Charm Of The South

Emboldened by the summer breeze;

Sun beating on my weathered face,

Gravel crunching beneath my leather shod feet,

Each step draws me further back in time.

Aging plantations blossom from manicured fields,

Emblazoned with flora befitting their past grandeur.

The smell of honeysuckle and cyprus fills the air;

Wondrous is this coalition of scents to the senses.

Wrought iron gates entangled with succulent ivy

Announce the arrival of weary travelers.

Startled… I flush with uncontrollable tears

To realize this beauty is merely a facade.

Hiding ugliness in vibrant color and polished hedge,

Fountains and statues scream of their opulence.

This walk, I so leisurely stroll is etched in blood,

Hoed by chain and shackle;

We gawk in awe at these marvels of charm.

Reminiscing over Scarlett and Rhett;

Nothing but celluloid dreams of an imaginary south.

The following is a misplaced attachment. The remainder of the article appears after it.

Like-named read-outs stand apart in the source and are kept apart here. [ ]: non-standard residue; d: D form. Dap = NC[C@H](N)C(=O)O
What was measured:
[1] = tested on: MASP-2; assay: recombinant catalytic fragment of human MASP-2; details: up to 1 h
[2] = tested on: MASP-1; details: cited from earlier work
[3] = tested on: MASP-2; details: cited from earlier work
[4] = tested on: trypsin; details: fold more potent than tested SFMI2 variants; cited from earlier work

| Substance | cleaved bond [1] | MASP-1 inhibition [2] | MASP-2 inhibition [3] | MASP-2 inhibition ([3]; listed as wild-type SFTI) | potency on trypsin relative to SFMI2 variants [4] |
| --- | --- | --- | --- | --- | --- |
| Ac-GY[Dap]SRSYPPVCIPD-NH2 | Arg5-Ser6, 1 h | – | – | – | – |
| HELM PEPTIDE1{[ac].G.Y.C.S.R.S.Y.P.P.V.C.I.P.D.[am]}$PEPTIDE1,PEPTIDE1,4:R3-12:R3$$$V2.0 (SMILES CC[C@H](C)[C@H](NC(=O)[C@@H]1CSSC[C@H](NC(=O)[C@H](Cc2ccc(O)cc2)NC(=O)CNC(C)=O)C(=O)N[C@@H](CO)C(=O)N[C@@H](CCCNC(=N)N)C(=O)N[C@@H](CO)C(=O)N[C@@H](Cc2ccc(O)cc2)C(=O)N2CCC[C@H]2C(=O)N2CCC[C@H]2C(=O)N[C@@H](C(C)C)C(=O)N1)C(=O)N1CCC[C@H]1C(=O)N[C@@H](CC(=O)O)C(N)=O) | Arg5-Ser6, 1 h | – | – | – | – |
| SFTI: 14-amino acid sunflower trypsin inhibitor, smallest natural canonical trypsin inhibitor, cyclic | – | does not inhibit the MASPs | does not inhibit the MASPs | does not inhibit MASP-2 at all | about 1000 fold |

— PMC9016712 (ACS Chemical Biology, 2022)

What of those treated as lesser crops,

Bought and sold like cotton and tobacco,

Building, maintaining, harvesting and subserving;

Flesh and blood herded as cattle…or something less!

Where is the romance…where is the southern charm?

Remember on whose backs this was built.

Remember whose backs were broken for a profit.

Remember on whose backs these estates were preserved.

Only then can you look through clear eyes and clear conscience

At what these really were…



~~ Dominic R. DiFrancesco ~~


12 thoughts on “Charm Of The South

  1. Southern charm in another time and place, though today, not quite as charming in most places 😦 Beautiful nevertheless, as it does draw thoughts back to those halcyon days 🙂

    • Absolutely and we as Americans tend to either choose to forget or are blind to the horrors of slavery that occurred on many of these estates. Instead we visit them today with a fondness of a time gone-by choosing to enjoy their beautiful gardens and look on in awe of the restored beauty of the homes. This I suppose is fine, but no one should ignore the fact that many of them are part of a terrible time in our history. Thank you Gilly.

  2. We also need to remember that many of our great, old, northern banks got their start as insurance companies — insuring slavery as property. So it’s ugly everywhere. But the plantation with its moonlight-and-magnolias reputation is at the top of the “ugly” pile. Great write, Dom —-

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